I’ve previously compared 1976 with 2018 — Weather and Sunspots — but there now appears to be a further correlation to be drawn. There were over 50,000 excess winter deaths in England and Wales during the winter of 2017/18, which was the highest recorded since 1975/76, according to data released by the Office of National Statistics (ONS).
The increase is a result of an ineffective flu vaccine last year alongside colder than usual temperatures, again according to the ONS.
The excess winter mortality rate, which compares the numbers of deaths between December and March to the average number of deaths across the rest of the year, continued to be the highest in females and people aged 85 and over. However, the rate also doubled among males aged 0-64 years between 2016/17 to 2017/18.
Dr Jennie Harries, deputy medical director at Public Health England, said: “The winter of 2017/18 saw an intense flu season and some very cold weather. Such weather particularly affects people who are already vulnerable, increasing the risk of heart attack and stroke. We have made new flu vaccines available, including a more effective vaccine for all adults aged 65 and over.”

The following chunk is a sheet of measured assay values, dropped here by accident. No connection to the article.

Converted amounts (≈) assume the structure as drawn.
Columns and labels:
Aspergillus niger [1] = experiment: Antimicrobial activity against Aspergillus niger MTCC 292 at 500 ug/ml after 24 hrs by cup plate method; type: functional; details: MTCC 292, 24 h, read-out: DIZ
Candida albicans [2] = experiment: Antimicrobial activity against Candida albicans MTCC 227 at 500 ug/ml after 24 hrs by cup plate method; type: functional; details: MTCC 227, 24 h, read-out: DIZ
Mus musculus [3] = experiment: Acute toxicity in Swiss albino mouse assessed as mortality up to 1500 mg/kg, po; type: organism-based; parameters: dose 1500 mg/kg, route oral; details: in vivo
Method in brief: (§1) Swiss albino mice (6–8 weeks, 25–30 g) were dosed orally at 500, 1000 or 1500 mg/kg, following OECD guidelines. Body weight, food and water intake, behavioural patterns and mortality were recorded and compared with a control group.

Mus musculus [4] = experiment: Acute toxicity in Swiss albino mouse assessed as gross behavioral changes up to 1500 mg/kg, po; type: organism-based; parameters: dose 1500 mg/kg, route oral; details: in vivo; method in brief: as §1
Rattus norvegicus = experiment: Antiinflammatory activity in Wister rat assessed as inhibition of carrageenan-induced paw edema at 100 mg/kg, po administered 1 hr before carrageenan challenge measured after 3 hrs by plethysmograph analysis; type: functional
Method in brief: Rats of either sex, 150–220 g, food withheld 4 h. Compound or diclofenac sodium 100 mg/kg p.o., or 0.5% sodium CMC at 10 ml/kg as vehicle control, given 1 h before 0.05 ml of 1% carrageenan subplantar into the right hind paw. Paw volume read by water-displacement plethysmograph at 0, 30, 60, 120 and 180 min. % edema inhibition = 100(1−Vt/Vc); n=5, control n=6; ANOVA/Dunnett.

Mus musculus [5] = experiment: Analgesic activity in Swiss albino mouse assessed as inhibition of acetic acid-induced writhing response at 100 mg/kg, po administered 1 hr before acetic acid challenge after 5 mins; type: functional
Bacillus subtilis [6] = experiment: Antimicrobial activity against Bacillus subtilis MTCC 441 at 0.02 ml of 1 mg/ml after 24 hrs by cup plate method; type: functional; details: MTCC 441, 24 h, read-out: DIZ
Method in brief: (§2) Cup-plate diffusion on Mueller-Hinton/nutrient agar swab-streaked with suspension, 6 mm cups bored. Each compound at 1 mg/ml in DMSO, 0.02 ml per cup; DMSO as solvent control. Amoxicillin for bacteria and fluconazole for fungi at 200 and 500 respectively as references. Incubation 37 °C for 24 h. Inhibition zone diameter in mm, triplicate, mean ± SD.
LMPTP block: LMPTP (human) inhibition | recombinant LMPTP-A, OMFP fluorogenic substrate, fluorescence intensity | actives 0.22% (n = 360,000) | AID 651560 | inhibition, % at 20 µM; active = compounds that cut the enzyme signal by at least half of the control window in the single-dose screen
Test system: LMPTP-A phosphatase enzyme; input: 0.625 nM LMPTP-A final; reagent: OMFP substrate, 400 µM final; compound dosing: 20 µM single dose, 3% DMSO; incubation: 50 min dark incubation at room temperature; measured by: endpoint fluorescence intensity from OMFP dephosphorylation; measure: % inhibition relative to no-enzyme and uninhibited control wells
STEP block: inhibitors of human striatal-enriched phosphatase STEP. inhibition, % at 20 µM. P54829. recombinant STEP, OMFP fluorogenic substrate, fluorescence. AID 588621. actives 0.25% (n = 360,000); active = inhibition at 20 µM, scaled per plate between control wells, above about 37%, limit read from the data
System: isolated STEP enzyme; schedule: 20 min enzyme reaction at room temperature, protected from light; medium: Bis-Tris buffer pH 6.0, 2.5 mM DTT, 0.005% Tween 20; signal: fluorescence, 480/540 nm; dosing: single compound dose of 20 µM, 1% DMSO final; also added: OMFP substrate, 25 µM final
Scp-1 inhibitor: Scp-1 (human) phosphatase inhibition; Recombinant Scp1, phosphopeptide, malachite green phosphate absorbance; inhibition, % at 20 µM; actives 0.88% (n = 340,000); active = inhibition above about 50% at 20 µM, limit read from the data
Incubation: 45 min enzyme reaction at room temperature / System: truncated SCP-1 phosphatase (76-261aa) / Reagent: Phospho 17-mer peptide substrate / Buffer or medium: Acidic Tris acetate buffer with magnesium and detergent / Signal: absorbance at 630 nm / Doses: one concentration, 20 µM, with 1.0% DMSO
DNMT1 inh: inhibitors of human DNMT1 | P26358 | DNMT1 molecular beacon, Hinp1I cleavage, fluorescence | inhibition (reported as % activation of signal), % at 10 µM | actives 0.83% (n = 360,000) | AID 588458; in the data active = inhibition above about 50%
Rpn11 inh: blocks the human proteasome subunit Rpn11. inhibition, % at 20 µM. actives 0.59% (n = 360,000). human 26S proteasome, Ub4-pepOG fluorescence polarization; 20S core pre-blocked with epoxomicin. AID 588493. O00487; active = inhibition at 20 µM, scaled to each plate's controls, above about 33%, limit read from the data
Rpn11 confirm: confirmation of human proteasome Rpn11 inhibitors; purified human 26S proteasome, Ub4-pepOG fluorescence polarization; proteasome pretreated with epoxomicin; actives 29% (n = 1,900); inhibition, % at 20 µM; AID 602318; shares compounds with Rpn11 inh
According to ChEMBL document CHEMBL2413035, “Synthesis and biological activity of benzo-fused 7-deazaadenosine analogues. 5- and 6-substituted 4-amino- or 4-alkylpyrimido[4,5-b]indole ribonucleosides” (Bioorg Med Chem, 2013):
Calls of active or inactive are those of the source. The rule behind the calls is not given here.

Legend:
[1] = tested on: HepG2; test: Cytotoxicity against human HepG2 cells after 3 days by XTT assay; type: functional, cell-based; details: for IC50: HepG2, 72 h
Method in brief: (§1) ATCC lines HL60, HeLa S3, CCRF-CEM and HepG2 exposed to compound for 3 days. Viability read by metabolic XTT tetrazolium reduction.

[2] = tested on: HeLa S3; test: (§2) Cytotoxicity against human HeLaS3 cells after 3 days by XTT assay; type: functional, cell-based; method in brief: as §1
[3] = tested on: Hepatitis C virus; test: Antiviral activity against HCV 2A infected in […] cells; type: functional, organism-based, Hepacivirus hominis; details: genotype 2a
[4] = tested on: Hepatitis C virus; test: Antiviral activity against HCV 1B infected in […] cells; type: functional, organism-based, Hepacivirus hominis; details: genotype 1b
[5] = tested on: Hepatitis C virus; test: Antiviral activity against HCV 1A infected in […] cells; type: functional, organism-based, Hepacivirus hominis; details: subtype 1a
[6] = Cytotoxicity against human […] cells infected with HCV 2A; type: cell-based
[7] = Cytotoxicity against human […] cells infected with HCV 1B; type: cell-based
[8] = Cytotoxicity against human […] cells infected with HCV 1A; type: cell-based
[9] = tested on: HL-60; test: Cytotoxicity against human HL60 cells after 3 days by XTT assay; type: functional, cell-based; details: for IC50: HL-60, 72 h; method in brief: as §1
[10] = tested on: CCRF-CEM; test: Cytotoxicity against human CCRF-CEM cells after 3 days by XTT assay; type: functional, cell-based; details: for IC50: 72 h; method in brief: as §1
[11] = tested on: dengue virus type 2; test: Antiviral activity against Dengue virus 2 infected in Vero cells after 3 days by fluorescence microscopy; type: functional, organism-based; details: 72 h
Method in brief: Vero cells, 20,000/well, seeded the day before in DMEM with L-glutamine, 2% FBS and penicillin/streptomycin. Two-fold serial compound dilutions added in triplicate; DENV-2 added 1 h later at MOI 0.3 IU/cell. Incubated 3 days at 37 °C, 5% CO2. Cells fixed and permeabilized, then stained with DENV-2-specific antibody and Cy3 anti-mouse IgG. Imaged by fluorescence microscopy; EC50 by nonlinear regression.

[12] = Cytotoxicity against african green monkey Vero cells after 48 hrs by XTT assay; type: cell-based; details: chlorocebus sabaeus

But her comments come as global supply issues affecting the new over-65s flu vaccine has caused chaos this vaccination season. Some 2.5 million elderly people in England had yet to be vaccinated when the last batch of supplies was delivered towards the end of last month, while in Scotland fewer than 4 in 10 over-65s were vaccinated.
I’ll let you make of that what you will.
But the fact is that cold weather is far more detrimental to human health than hot. Keep an eye on the most vulnerable this winter — the cold increases the risk of heart attack and stroke.
Cold weather kills and the cold times are returning. The 2018/19 winter season is expected to be the coldest and most brutal since those in the mid/late 70s, the last time our planet was experiencing a deep solar minimum off the back of a weak solar cycle.
History is repeating.
Grand Solar Minimum